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Christology: Understanding the Incarnate Messiah

In Engaging Theology, Ben C. Blackwell and R. L. Hatchet address how Jesus’ arrival changed everything:

His first advent stands as the fulcrum of history, and it separates the current Western calendar into its two eras: BC (before Christ) and AD (anno Domini, in the year of the Lord). His second advent will mark the next great transition in history. As someone so central to Christianity, Jesus has inspired an almost innumerable array of conceptions regarding his person and work by those in and outside the church. Increasingly, in this age of skepticism we have students who think he is a figment of imagination. Yet others follow him as the incarnation of God.

What exactly does it mean to follow Jesus as the incarnation of God? Furthermore, how should we understand that place where Jesus’ humanity and divinity intersect? This is a question that theologians wrestle to understand and communicate.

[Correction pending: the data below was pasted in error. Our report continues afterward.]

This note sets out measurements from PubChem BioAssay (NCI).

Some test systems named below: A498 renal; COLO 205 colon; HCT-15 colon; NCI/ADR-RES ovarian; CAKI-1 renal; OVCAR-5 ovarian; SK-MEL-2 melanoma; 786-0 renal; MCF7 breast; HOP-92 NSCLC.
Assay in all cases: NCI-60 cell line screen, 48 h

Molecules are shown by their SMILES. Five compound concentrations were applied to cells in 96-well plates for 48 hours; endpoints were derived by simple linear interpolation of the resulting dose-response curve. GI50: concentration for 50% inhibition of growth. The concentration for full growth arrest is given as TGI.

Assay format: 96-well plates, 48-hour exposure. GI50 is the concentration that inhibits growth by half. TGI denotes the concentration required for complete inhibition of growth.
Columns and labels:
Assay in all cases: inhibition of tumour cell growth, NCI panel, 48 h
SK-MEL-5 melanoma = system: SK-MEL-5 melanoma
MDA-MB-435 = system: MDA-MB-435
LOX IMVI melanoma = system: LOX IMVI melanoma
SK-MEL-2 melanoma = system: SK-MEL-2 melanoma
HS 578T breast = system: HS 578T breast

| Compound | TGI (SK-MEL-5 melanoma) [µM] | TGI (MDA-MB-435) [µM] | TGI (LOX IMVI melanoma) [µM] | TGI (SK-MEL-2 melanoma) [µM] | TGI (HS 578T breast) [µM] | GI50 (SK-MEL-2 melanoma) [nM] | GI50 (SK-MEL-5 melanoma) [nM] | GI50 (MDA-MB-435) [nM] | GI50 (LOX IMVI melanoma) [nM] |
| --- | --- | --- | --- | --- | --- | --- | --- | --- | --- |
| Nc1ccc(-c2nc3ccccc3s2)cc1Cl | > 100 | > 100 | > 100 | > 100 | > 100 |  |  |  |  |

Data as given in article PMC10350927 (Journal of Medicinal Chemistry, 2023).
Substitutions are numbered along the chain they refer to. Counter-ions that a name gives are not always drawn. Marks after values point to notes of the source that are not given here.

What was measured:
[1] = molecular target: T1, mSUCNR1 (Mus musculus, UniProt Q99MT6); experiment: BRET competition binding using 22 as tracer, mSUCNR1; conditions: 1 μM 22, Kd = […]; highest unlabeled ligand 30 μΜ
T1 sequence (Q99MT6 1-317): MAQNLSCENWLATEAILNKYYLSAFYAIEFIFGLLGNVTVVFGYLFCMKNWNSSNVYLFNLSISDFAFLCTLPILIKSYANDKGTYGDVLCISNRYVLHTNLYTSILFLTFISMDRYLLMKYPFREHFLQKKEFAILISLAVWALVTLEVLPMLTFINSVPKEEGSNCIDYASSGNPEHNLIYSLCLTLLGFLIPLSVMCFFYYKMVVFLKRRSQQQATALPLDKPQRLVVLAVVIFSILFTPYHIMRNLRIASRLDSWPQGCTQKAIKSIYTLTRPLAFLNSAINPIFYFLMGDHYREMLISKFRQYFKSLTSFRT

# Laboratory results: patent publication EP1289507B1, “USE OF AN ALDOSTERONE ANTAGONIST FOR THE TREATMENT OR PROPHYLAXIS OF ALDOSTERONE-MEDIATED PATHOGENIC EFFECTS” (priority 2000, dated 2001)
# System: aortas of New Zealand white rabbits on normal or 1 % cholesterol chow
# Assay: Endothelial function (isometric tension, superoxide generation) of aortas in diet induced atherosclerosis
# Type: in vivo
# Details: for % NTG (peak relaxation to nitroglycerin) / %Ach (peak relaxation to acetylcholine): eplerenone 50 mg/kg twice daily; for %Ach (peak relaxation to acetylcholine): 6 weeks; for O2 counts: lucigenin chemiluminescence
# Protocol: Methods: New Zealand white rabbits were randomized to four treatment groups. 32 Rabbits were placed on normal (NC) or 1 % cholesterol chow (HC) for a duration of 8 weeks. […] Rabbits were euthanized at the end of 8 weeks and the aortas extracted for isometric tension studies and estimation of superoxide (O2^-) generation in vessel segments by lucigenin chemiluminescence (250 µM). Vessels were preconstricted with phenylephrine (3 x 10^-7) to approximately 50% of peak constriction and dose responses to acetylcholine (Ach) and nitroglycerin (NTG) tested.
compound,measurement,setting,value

This article helps to articulate some of the nuances in the discussion, and is adapted from Engaging Theology.

Biblical Approaches to Christology

Progressive revelation is the idea that God progressively reveals knowledge about himself and his plan. Nowhere is this more evident than in Christology. The biblical narrative presents a picture that develops and has multiple sides and perspectives. To organize the biblical data we will consider these three perspectives: Christology from behind, Christology from below, and Christology from above.

Some theologians use these frameworks in opposition to one another, often to present a one-sided picture: Christology from below as a “low Christology” (Jesus as just a man) or Christology from above as a “high Christology” (Jesus as really God). We, however, see these three perspectives as mutually reinforcing each other. They help tell the story of Jesus without being fixed, separable categories.

Christology from Behind: Old Testament Messianic Expectations